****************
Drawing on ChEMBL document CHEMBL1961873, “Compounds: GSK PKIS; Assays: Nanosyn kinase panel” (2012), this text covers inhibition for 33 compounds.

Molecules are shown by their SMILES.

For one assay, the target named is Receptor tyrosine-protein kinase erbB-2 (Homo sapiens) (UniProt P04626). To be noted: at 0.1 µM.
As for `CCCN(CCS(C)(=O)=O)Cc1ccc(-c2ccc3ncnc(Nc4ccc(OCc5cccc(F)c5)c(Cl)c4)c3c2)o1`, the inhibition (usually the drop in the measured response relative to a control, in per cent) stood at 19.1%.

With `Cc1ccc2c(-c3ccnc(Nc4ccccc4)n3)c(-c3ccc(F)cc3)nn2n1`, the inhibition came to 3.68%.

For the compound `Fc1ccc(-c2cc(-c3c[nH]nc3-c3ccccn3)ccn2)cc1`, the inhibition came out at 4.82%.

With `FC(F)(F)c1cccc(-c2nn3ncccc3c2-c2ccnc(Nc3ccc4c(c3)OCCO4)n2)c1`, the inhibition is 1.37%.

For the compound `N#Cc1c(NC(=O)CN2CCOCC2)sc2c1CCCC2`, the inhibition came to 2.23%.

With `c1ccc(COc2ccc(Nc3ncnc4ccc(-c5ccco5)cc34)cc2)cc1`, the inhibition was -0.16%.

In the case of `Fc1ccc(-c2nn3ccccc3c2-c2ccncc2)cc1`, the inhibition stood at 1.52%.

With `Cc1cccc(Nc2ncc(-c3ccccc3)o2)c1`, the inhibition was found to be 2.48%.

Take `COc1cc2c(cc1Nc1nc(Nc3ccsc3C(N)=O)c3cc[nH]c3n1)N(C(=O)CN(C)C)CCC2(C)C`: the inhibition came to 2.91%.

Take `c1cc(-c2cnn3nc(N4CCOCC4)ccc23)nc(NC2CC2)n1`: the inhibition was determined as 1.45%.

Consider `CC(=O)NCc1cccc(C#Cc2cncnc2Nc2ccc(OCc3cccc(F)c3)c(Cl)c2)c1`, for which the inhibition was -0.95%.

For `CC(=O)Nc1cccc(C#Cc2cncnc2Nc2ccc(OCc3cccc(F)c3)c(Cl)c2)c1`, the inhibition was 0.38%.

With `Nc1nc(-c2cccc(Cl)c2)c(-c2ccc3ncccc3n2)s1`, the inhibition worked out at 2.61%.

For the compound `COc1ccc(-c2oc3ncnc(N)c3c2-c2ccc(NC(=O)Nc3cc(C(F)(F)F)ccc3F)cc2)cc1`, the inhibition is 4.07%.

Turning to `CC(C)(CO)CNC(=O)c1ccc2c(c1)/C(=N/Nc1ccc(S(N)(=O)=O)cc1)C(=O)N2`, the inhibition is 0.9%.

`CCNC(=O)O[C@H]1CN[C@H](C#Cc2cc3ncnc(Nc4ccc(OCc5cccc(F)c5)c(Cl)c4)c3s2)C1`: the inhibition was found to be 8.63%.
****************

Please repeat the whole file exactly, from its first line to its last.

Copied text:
Drawing on ChEMBL document CHEMBL1961873, “Compounds: GSK PKIS; Assays: Nanosyn kinase panel” (2012), this text covers inhibition for 33 compounds.

Molecules are shown by their SMILES.

For one assay, the target named is Receptor tyrosine-protein kinase erbB-2 (Homo sapiens) (UniProt P04626). To be noted: at 0.1 µM.
As for `CCCN(CCS(C)(=O)=O)Cc1ccc(-c2ccc3ncnc(Nc4ccc(OCc5cccc(F)c5)c(Cl)c4)c3c2)o1`, the inhibition (usually the drop in the measured response relative to a control, in per cent) stood at 19.1%.

With `Cc1ccc2c(-c3ccnc(Nc4ccccc4)n3)c(-c3ccc(F)cc3)nn2n1`, the inhibition came to 3.68%.

For the compound `Fc1ccc(-c2cc(-c3c[nH]nc3-c3ccccn3)ccn2)cc1`, the inhibition came out at 4.82%.

With `FC(F)(F)c1cccc(-c2nn3ncccc3c2-c2ccnc(Nc3ccc4c(c3)OCCO4)n2)c1`, the inhibition is 1.37%.

For the compound `N#Cc1c(NC(=O)CN2CCOCC2)sc2c1CCCC2`, the inhibition came to 2.23%.

With `c1ccc(COc2ccc(Nc3ncnc4ccc(-c5ccco5)cc34)cc2)cc1`, the inhibition was -0.16%.

In the case of `Fc1ccc(-c2nn3ccccc3c2-c2ccncc2)cc1`, the inhibition stood at 1.52%.

With `Cc1cccc(Nc2ncc(-c3ccccc3)o2)c1`, the inhibition was found to be 2.48%.

Take `COc1cc2c(cc1Nc1nc(Nc3ccsc3C(N)=O)c3cc[nH]c3n1)N(C(=O)CN(C)C)CCC2(C)C`: the inhibition came to 2.91%.

Take `c1cc(-c2cnn3nc(N4CCOCC4)ccc23)nc(NC2CC2)n1`: the inhibition was determined as 1.45%.

Consider `CC(=O)NCc1cccc(C#Cc2cncnc2Nc2ccc(OCc3cccc(F)c3)c(Cl)c2)c1`, for which the inhibition was -0.95%.

For `CC(=O)Nc1cccc(C#Cc2cncnc2Nc2ccc(OCc3cccc(F)c3)c(Cl)c2)c1`, the inhibition was 0.38%.

With `Nc1nc(-c2cccc(Cl)c2)c(-c2ccc3ncccc3n2)s1`, the inhibition worked out at 2.61%.

For the compound `COc1ccc(-c2oc3ncnc(N)c3c2-c2ccc(NC(=O)Nc3cc(C(F)(F)F)ccc3F)cc2)cc1`, the inhibition is 4.07%.

Turning to `CC(C)(CO)CNC(=O)c1ccc2c(c1)/C(=N/Nc1ccc(S(N)(=O)=O)cc1)C(=O)N2`, the inhibition is 0.9%.

`CCNC(=O)O[C@H]1CN[C@H](C#Cc2cc3ncnc(Nc4ccc(OCc5cccc(F)c5)c(Cl)c4)c3s2)C1`: the inhibition was found to be 8.63%.